The value of quality

Many studies over the past ten years have shown that up to 90% of models contain significant errors. Generally these errors go undetected, but there have been some well-publicised cases where they have resulted in financial loss and embarrassment.

For example, an employee at a US investment fund omitted the minus sign on a figure of $1.2 billion while transferring data between spreadsheets, thus “creating” a $2.3 billion gain instead of the actual $0.1 billion loss. The company announced to shareholders a distribution of $4.32 a share; a month later, when the error was detected, it had to announce that there would be no distribution (further information at Dr. Panko’s website; see “Other sites”).

The vast majority of such errors could have been avoided by following a small number of key quality principles in building models, as explained below. (References to spreadsheet features assume the use of Microsoft ExcelTM, but are equally applicable to other spreadsheet software.)

Key quality principles

The hallmark of a good model is that it is clearly laid out and easy to understand, so minimising the possibility of errors such as that mentioned above. Some key steps to achieving this are:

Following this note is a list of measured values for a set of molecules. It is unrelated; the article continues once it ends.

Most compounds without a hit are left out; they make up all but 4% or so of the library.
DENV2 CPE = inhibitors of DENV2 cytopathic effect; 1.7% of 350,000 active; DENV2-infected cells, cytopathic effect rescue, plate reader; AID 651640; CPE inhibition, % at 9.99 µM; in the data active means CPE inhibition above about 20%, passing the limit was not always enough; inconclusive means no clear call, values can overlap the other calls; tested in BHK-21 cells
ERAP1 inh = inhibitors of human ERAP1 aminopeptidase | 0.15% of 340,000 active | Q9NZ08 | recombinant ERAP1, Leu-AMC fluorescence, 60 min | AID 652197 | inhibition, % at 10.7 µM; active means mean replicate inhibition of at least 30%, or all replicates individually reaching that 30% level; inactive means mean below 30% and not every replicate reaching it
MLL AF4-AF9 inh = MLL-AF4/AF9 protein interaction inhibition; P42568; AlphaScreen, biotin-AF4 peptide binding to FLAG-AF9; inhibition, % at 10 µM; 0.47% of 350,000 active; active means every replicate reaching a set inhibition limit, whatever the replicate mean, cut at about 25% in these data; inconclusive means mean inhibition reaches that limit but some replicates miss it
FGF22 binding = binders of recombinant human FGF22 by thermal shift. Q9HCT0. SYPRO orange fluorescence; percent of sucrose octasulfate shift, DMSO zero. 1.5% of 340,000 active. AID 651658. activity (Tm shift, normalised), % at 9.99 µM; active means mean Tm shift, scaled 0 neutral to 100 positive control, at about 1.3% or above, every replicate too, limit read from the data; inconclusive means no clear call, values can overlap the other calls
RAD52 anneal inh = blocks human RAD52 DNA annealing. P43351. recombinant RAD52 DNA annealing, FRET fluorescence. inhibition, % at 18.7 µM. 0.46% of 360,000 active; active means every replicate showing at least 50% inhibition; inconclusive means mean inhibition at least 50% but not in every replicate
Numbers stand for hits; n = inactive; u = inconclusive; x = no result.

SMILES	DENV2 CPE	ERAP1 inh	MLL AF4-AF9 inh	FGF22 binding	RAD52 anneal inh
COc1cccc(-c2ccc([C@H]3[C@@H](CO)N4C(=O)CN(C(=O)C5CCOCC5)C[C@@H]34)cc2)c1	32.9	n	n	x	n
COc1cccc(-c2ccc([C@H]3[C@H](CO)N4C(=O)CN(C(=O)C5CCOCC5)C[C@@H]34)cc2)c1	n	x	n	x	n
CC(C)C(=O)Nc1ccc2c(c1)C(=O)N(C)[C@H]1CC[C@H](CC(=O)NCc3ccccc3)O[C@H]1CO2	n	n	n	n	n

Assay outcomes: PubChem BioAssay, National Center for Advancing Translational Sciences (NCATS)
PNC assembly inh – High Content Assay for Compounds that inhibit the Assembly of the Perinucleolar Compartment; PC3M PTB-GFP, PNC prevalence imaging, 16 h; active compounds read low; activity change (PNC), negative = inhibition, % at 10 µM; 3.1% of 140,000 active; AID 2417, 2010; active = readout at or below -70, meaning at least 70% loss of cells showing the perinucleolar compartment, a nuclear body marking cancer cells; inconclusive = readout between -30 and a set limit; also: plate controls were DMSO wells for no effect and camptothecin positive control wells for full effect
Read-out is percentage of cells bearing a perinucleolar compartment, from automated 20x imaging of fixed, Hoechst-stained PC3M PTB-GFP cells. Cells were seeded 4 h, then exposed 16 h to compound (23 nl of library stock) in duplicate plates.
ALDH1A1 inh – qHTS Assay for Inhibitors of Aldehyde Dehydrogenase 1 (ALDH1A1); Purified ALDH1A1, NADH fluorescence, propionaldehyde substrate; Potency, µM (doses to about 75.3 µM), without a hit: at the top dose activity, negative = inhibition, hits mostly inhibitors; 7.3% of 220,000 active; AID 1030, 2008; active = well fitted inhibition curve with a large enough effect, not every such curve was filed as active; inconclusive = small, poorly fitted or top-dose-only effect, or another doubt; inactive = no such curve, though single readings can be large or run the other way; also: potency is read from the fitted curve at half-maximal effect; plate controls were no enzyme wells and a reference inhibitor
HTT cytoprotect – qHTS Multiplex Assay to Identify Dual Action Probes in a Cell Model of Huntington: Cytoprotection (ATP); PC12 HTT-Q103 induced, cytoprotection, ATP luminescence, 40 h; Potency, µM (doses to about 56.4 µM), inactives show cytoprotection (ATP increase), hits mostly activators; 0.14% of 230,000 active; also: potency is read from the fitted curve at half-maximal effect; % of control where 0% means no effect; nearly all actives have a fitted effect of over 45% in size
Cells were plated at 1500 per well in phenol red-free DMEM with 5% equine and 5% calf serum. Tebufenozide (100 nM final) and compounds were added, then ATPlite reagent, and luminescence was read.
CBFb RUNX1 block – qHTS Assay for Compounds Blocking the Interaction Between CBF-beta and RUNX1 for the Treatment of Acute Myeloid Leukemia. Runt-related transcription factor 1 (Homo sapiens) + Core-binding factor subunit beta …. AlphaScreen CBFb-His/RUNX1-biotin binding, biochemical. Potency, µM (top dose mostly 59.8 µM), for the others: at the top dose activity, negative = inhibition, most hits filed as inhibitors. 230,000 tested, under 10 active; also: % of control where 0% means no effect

• Design, then develop, then test
  • Separate the inputs from the calculations
  • Use only one formula per row
  • Avoid balancing figures
  • Use protection and locking

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Modelling issues

There are many issues that can present a challenge in modelling. Discussion of these can be found at some of the websites listed on our Links page, and there are also many books covering spreadsheet software packages, although these tend to focus on technical points rather than quality and business issues.

Some of the most frequently encountered issues are:

  • Circular formulas
  • Interest calculations
  • Currency and inflation
  • Mixed time periods
  • Large models
  • Visual BasicTM for ExcelTM

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